Kraunelis Selected as Town Manager

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READING, MA — After a long, sometimes tense, discussion on Saturday, the Select Board voted 4-0 to appoint current Acting Town Manager Matthew Kraunelis as Reading’s fourth town manager, subject to successful contract negotiations. The board intends to offer Kraunelis a fifteen-month contract with specific goals and benchmarks to achieve in that time, tied explicitly to major town projects such as the Killam Elementary School project, a new senior center, and MBTA communities.

Consultant Bernie Lynch shared that boards in other communities have added similar language regarding professional development and the review process. “It’s something boards do when they are trying to get consensus around a candidate,” Lynch clarified.

Discussion began as it was announced that two candidates, Clancy Main and Antonio Barletta, had withdrawn themselves from consideration. Initially, the board was divided along the same lines as they were after the past meeting, with members Chris Haley and Carlo Bacci continuing to express a preference for Kraunelis with members Mark Dockser and Karen Herrick sharing their preference for Boxford Town Administrator Matt Coogan.

Dockser, while noting that there may have been a possible consensus with Main had the board followed a different process, then proceeded to suggest a plan whereby he could be comfortable voting for Kraunelis using a shorter-then-typical agreement that includes specific requirements for him to meet. While Herrick disagreed with the plan initially, she eventually voted in its favor.

Dockser wanted to make clear that he expects Kraunelis to be successful in the role. “Can Matt [Kraunelis] do these things? I think he can,” Dockser proclaimed.

After the meeting, the board entered into executive session to discuss strategy for the contract negotiations with Kraunelis.

“I am excited for this opportunity and look forward to leading Reading through the many important initiatives that will help to shape our Town’s bright future. Thank you to the Select Board, employees, and citizens for their belief in me,” Kraunelis told The Reading Post.

The meeting began with an attempt to enter into executive session to discuss an open meeting law (OML) complaint filed by resident Bill Brown regarding the events surrounding the resignation of recent chair Jackie McCarthy.

McCarthy admitted in the prior meeting to an OML violation regarding the town manager discussion, After this, she recused herself from the discussion and then resigned from the board for private reasons not related to the OML violation. Both Haley and Bacci voted against entering executive session for the topic indicating that they wanted to retain transparency in the process.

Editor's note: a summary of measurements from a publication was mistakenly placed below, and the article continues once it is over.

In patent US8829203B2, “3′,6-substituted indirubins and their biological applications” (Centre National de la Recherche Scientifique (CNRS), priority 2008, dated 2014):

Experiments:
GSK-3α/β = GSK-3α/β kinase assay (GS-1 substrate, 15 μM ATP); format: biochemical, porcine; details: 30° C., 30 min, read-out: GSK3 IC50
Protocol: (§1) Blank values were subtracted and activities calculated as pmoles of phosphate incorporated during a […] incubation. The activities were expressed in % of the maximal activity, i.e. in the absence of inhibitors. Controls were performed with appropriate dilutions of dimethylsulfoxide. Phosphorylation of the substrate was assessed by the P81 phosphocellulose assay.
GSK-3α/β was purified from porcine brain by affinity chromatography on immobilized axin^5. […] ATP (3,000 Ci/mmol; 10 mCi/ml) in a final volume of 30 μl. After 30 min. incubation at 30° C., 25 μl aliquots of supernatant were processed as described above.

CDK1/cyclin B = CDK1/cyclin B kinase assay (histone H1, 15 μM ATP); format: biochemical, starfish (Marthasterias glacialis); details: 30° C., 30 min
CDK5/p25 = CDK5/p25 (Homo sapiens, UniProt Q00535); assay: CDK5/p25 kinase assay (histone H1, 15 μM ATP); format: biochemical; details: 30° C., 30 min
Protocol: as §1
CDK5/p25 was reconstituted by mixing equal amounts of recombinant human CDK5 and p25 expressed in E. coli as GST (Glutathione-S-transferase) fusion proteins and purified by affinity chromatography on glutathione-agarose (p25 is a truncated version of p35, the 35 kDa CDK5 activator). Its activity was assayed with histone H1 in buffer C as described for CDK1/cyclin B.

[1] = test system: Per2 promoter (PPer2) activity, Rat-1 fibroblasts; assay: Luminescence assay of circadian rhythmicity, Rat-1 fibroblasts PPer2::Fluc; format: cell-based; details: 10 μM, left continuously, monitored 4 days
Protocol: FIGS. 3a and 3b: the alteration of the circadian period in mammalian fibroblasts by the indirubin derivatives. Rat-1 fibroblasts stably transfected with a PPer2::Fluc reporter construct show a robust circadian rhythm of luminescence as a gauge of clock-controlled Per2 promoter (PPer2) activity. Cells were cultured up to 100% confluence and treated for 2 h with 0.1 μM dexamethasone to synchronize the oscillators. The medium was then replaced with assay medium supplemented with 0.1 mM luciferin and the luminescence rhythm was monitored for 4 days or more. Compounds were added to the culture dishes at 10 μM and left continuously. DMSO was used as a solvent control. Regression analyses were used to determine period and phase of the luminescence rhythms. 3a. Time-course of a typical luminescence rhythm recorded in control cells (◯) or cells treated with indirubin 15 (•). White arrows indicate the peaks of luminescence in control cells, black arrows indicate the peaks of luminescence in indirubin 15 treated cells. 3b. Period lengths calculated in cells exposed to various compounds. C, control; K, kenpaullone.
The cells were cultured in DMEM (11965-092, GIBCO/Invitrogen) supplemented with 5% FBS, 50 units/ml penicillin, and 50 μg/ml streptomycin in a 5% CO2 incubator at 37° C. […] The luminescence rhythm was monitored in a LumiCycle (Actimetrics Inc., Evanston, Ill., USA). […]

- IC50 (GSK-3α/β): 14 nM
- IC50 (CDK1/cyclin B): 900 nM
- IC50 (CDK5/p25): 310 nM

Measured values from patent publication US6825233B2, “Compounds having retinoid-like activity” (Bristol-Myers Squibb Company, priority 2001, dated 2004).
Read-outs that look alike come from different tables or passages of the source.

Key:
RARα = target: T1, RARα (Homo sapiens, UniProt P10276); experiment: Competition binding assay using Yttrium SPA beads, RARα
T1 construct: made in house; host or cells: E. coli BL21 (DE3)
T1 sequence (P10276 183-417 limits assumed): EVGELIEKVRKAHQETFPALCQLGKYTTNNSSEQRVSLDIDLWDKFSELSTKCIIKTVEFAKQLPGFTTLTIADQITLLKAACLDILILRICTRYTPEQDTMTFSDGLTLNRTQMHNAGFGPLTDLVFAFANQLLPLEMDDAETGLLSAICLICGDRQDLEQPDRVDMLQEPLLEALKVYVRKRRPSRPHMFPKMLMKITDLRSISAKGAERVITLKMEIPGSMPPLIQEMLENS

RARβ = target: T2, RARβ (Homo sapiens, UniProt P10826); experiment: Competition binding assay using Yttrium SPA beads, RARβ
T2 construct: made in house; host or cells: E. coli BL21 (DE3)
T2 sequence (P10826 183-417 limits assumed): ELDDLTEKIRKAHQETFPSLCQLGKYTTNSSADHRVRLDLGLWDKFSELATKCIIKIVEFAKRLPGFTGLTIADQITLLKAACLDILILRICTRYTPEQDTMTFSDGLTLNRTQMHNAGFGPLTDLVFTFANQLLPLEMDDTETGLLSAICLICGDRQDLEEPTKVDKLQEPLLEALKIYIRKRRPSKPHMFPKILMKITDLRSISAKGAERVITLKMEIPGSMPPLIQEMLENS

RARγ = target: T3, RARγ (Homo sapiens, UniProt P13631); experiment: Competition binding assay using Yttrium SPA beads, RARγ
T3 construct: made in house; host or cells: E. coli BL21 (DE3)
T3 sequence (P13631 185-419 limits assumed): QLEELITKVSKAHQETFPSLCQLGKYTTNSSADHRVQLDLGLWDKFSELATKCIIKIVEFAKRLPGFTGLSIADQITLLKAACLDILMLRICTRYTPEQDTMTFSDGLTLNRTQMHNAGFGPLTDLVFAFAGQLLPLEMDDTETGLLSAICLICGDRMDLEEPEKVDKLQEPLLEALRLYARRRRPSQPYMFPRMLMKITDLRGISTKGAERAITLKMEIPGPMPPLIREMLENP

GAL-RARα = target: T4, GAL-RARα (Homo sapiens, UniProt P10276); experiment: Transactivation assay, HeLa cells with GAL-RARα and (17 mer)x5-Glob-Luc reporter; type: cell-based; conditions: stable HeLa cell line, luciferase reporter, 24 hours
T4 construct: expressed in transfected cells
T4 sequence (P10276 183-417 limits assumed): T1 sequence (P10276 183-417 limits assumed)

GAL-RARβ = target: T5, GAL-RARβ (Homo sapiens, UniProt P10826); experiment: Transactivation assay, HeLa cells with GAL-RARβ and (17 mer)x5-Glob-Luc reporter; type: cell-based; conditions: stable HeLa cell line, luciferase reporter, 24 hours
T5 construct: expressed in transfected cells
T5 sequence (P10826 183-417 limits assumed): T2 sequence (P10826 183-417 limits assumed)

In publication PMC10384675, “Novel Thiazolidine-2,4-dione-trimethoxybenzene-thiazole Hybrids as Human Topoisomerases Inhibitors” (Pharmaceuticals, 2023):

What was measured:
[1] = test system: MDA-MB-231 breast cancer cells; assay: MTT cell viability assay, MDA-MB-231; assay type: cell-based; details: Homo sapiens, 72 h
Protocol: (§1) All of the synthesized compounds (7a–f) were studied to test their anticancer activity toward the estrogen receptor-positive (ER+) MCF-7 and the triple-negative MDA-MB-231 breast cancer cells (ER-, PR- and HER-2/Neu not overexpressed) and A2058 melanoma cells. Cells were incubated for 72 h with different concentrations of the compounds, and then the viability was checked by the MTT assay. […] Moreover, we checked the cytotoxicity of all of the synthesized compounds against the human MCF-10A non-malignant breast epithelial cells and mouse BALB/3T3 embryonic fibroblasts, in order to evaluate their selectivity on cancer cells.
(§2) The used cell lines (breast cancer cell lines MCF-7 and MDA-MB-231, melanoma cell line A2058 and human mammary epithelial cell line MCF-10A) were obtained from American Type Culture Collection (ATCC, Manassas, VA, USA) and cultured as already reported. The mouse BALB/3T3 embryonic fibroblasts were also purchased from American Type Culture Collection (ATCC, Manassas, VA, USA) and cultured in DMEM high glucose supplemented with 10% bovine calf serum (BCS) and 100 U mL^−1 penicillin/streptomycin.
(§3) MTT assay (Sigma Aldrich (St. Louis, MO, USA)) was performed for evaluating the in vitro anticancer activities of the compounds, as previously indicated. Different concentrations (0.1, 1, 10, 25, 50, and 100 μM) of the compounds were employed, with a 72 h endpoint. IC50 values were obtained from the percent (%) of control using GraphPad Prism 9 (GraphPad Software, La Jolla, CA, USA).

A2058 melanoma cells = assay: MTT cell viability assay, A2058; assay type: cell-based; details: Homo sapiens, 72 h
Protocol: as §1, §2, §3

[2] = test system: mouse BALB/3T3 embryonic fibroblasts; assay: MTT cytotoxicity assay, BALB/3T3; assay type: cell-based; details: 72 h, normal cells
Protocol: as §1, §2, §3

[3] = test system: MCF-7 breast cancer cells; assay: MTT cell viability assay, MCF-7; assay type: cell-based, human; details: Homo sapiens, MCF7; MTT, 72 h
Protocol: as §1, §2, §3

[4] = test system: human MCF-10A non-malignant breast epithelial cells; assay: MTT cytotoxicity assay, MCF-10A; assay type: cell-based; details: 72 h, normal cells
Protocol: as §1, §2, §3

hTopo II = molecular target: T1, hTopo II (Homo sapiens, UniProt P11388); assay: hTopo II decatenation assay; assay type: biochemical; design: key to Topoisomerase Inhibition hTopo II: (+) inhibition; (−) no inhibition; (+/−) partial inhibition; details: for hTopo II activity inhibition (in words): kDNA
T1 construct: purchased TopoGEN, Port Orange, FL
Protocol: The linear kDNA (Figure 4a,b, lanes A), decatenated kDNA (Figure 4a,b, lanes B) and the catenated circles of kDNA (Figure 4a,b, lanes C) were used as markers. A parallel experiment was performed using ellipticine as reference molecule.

Dockser revealed that he had spoken to McCarthy on January 30 and February 4 in her role as chair regarding the town manager discussion. He stated that he shared with her that he wanted her to be “the one member to discuss this with.” Bacco then shared that he also spoke with McCarthy regarding the process of the town manager discussion and, at that time, learned that she had previously spoken with Dockser. Both Dockser and Bacci made it clear that McCarthy did not share with them what the other thought regarding the appointment.

Haley and Herrick shared that they did not discuss the issue with any of the other members of the board.

Town Counsel Ivria Fried suggested that, in her opinion, the OML violation did not taint the town manager selection process, especially since McCarthy recused herself immediately. She also indicated that the board should commit to future compliance with the statute.

Haley then stated his belief that he did not think the process could continue, citing possible public perception that the process was tainted. Herrick concurred. “I cannot deny that I share [Haley’s] concern,” Herrick added. For Herrick, however, Fried’s responses regarding the nature of the OML issue cleared her concerns.

Haley continued, asking Dockser if there was anything else that he wanted to share about the process. “It’s the cloud that is hovering over this that is the issue,” Haley attempted to explain. Dockser replied that did not know what Haley was referencing. 

“I’m insulted that you are impugning my character,” Docker responded.

“What you did to Jackie should never happen to anyone in this town,” Haley fired back.

Dockser again expressed that he did not know what Haley was talking about. After a moment, he responded that insinuations would not get the board anywhere. “My conscience is clear,” he added. 

Dockser concluded, suggesting that Haley file an OML complaint of his own if he thinks there is an issue. After this, the Select Board voted 4-0 to proceed with the town manager discussion.

The board also discussed whether or not to hold a special election for the open seat vacated by McCarthy. Fried reminded the board that they could not hold an election for at least sixty-eight days after posting the position. Town Clerk Laura Gemme shared that a stand-alone special election will cost the town about $30,000, with a cost of about $20,000 to hold one with the state primary at the beginning of September. 

Dockser expressed a preference for a May election as it would allow for an onboarding process for the new member over the slower summer months. Other board members shared reasons for both dates, including cost and a dearth of election workers. The board will vote on a date for a special election at their February 27 meeting.

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